Five men have been arrested after a video was posted online of a burning cardboard model of Grenfell Tower, the West London apartment building where 72 people died last year.
London's Metropolitan Police said the men, who are between the ages of 19 and 55, had been detained on suspicion of a "public order offense" as part of an investigation into the video.
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The men handed themselves into South London police late Monday.
The anonymous video, which has been widely circulated online, shows a group of people placing a cardboard model in the center of a bonfire as onlookers mimic the screams of those who lost their lives in the fire that engulfed the West London low-income housing tower block in June 2017.
As the flames begin to set the model alight, bystanders can be heard shouting "Help me, help me," while one person mocks the stay-put policy of the London Fire Brigade, saying, "Don't worry, stay in your flat."
UK Prime Minister Theresa May called the act "utterly unacceptable."
In a statement, Metropolitan Police Commander Stuart Cundy appealed for information on the incident, adding that he is "appalled by the callous nature" of the video.
"To mock that disaster in such a crude way is vile. I can't imagine the distress this video will undoubtedly cause to bereaved families and survivors," Cundy said.
London Fire Commissioner Dany Cotton also voiced concern over the video, calling it appalling and adding that the actions of those involved "cannot be justified on any level."
"To intentionally use and mock the Grenfell Tower fire in this way will cause deep pain and offense to the bereaved, survivors, the local community and all of the emergency services who will never forget that night," Cotton said.
The model, labeled "Grenfell Tower," had paper cutouts of burning people at the windows of the apartment block. Several of the cutouts appeared to have been colored brown, and a St. George's Cross flag is seen waving in the background. Many of the victims were people of color and immigrants. The St. George's Cross flag is the flag of England, with the Union flag representing the United Kingdom.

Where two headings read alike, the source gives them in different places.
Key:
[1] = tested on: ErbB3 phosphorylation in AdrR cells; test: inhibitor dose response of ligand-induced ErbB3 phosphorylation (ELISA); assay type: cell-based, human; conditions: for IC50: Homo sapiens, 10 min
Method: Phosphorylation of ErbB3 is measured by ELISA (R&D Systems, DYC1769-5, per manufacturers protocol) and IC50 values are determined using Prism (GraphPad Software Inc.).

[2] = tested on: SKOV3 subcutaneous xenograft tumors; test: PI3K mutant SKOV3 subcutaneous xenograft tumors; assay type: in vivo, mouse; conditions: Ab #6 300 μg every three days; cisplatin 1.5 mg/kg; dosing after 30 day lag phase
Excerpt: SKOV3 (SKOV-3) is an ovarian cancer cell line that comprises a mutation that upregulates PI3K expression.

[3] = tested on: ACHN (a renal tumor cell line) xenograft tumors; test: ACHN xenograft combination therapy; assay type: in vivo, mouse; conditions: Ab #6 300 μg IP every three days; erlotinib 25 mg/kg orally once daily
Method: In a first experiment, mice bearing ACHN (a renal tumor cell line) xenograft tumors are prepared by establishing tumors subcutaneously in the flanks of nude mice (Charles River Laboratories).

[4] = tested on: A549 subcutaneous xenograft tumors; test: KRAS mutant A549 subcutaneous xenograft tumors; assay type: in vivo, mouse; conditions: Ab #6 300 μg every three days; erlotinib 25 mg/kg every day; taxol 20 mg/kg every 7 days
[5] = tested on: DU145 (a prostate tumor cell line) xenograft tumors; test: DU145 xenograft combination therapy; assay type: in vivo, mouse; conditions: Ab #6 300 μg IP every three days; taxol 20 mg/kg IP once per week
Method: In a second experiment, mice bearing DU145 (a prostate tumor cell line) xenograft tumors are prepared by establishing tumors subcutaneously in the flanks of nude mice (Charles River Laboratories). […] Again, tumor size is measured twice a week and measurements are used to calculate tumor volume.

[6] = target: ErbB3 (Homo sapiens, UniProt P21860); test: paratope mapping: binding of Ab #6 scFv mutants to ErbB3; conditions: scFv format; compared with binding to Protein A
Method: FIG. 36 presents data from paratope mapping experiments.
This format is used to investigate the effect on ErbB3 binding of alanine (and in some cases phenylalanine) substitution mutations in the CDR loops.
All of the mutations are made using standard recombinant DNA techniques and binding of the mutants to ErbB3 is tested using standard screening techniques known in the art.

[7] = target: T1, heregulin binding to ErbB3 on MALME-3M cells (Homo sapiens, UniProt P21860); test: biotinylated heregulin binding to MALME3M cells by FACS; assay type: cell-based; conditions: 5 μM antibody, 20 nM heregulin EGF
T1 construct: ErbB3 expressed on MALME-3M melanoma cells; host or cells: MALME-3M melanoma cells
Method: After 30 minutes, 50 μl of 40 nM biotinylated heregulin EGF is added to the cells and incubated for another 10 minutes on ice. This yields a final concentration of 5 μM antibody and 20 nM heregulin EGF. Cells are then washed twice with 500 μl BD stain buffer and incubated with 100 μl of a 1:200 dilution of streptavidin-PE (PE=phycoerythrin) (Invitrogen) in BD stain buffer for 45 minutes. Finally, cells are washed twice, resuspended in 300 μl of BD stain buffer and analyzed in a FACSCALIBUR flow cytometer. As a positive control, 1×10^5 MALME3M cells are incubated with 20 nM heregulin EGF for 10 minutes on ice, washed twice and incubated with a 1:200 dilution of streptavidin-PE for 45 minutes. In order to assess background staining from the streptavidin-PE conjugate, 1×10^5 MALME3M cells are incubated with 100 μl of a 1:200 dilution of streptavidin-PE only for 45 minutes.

Justice for Grenfell, a community-led organization set up after the tragedy, described the incident as a "sickening act of hate," and called for a robust police investigation.
"The content of the video, that includes a replica model of Grenfell Tower and the burning of effigies, has caused great alarm and distress. We are disgusted and shocked at the inhumanity and callousness of those involved in this video," the organization said.
"This is clearly a hate crime and as a society we should never tolerate these types of blatant acts of hatred."
Mayor Sadiq Khan condemned the "sickening" video, while UK Home Secretary Sajid Javid called those involved in the "disgusting, shameful" incident a "disgrace."
"The survivors of the Grenfell tragedy have acted with unbelievable dignity and deserve the utmost respect," Javid said.
Echoing Javid's sentiments, Member of Parliament for Tottenham David Lammy tweeted:
"Effigies are for hate-figures not innocent victims of a national scandal. These thugs may fly the St George's flag, but they disgrace our country."
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